Champion Petfoods makes the Orijen and Acana brands of pet food, which are premium products that the company says will help you ensure that "your furry family member is getting the very best." In a lawsuit against Champion, buyers of the company's dog food alleged that they were misled into paying premium prices due to false claims that the company made on its product packaging.
Alleging a variety of claims under Minnesota law, the plaintiffs claimed that Champion made the following false statements about its products -- "fresh regional ingredients," "biologically appropriate," "nourish as nature intended," and "delivering nutrients naturally." On a motion to dismiss, a federal court in Minnesota dismissed the case, holding that the plaintiffs had failed to plausibly allege that Champion's dog food packaging could deceive a reasonable consumer. Here's why.
"Fresh Regional Ingredients"
The plaintiffs argued that the use of the phrase, "Fresh Regional Ingredients," on dog food packaging falsely communicated to consumers that all of the ingredients used to make the dog food were "fresh" and "regional." The court simply didn't buy the argument, however, that calling out the fact that the product had fresh regional ingredients necessarily meant that the product exclusively contained those ingredients. The court wrote, "Just as a statement that mashed potatoes are made with "real butter" does not imply that the only fat used is real butter, and just as a statement that graham crackers are made with 'real honey' does not imply that the only sweetener used is real honey, so too the statement that a bag of dog food contains 'fresh regional ingredients' does not imply that it is composed exclusively of ingredients that are fresh and regional." (We've blogged about this type of issue quite a bit before. Check out our posts on, for example, "made with real butter," "honey bunches of oats," and "whole grain.")
As further support for its conclusion that Champion did not confuse consumers about whether the dog food is only made from "fresh" ingredients, the court also pointed to the fact that the packaging included information that highlighted that certain of the ingredients were not fresh -- for example, by referring to "fresh, raw or dried fish ingredients." The court wrote, "the packaging itself makes it abundantly clear that the dog food contains a significant amount of non-fresh ingredients."
The court also approached the plaintiffs' arguments about Champion's use of "biologically appropriate" with a fair degree of skepticism as well. The court wrote, "On its face, 'biologically appropriate' suggests little more than that the contents of the bag are fit for consumption by the living organism that will eat them." Although both parties had arguments about what the phrase actually means, the court just didn't think that reasonable consumers would interpret the "innocuous" phrase to mean anything more than that.
The plaintiffs argued, essentially, that "biologically appropriate" means that the dog food is made from all fresh ingredients and doesn't contain any amount of heavy metals or BPA and is also manufactured in such a way as to eliminate any risk that it could be contaminated with pentobarbital. Regarding the heavy metal allegations, the court determined that there nothing in the phrase that conveyed any information about whether the product contained trace amounts of heavy metals that are not harmful to pets. The court also found the plaintiffs' allegations about BPA and pentobarbital to be lacking, since the plaintiffs failed to specifically allege that they bought products that were, in fact, contaminated. In addition, the court said that reasonable consumers would only see "biologically appropriate" as a representation about what was in the package, not about the manufacturing process. And, finally, the court easily dismissed the argument that "biologically appropriate" means that all of the product's ingredients were fresh, since, "Anyone who eats can attest, food that is not fresh -- and that comes from outside of the consumer's region -- can be biologically appropriate."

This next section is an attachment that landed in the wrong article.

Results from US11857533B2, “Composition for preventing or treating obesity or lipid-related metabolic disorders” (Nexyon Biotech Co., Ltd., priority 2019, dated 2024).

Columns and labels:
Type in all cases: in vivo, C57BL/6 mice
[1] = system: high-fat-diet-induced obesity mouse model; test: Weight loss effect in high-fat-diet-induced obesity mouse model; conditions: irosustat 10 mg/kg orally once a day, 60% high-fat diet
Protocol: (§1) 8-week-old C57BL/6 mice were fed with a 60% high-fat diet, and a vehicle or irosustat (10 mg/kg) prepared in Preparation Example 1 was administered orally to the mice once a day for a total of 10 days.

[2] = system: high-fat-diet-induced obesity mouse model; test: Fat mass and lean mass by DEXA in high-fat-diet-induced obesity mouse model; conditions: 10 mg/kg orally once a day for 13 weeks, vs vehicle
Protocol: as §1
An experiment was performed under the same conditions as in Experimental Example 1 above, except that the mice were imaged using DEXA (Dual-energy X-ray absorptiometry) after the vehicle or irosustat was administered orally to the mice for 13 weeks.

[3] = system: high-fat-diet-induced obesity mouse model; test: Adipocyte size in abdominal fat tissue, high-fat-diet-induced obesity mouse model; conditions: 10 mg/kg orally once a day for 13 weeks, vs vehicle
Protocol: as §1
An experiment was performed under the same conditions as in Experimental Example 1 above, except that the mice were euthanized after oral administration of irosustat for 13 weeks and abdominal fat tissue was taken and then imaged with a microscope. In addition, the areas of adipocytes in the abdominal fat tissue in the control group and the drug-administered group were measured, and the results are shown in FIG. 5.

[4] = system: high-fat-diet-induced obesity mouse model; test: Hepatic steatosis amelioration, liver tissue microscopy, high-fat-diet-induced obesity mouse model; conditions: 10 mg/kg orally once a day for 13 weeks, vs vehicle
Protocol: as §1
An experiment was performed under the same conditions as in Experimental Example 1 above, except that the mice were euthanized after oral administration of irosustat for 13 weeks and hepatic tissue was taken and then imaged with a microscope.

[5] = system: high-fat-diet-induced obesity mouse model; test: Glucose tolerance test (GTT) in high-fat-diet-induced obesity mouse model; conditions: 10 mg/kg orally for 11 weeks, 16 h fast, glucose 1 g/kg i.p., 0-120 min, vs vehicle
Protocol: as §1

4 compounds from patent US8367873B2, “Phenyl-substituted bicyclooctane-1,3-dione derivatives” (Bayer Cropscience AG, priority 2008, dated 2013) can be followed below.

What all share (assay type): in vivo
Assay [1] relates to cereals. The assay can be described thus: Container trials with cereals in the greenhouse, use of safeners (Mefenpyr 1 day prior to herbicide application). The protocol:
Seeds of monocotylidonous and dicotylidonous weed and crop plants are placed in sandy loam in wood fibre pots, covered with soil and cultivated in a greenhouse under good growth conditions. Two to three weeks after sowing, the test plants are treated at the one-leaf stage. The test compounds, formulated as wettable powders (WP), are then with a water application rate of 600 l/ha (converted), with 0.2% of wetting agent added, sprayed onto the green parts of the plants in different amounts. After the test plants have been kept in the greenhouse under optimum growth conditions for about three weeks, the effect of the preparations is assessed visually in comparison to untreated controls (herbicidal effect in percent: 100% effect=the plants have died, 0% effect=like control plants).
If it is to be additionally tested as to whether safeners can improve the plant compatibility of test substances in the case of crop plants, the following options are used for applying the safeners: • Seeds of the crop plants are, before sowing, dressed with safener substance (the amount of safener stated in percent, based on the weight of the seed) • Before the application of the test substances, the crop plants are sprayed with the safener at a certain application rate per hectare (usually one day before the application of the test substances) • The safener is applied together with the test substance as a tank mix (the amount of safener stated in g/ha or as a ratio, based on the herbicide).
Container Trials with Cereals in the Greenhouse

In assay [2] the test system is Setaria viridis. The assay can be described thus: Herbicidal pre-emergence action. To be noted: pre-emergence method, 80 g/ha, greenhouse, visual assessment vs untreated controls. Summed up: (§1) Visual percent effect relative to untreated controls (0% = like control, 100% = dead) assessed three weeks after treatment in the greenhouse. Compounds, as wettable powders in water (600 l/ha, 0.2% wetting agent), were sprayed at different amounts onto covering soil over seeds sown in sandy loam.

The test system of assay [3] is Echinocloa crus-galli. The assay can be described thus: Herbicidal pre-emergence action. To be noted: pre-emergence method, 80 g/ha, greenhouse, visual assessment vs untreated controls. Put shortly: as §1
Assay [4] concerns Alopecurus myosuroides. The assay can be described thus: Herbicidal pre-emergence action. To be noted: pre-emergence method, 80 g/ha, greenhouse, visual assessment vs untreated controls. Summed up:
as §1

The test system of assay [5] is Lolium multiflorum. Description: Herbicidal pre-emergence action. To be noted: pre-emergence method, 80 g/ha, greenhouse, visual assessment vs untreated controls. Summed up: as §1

"Nourish as Nature Intended"
Regarding the plaintiffs' allegation that the phrase, "nourish as nature intended," is misleading, the court held that the phrase is non-actionable puffery. The court explained that the phrase is just a general or vague statement about the product's value that is not susceptible to proof. Citing a prior decision on the same phrase, the court wrote, "it seems impossible to draw conclusions about what, exactly, nature intends."
"Delivering Nutrients Naturally"
Finally, although the court found that the phrase, "delivering nutrients naturally," was not puffery, the court determined that there was nothing deceptive about Champion's use of it. Noting that the plaintiffs' argued that the phrase means that the product contains substances necessary for growth and health and that the product would not harm a pet's health, the court found that the plaintiffs failed to allege that Champion's dog food is not healthy or that any dog was harmed by it.
We continue to see cases alleging that "made with" type claims are misleading. And, while many of these cases are unsuccessful, they do highlight the very real risk of confusion on this point (or at least a lawsuit alleging it). By making your "made with" type claim more specific, or by including qualifying information that clarifies the claim (as Champion did here), you can help reduce the risk of consumer confusion or a class action lawsuit.
Song v. Champion Petfoods, 2020 WL 7624861 (D. Minn. December 22, 2020).
"It seems impossible to draw conclusions about what, exactly, nature intends"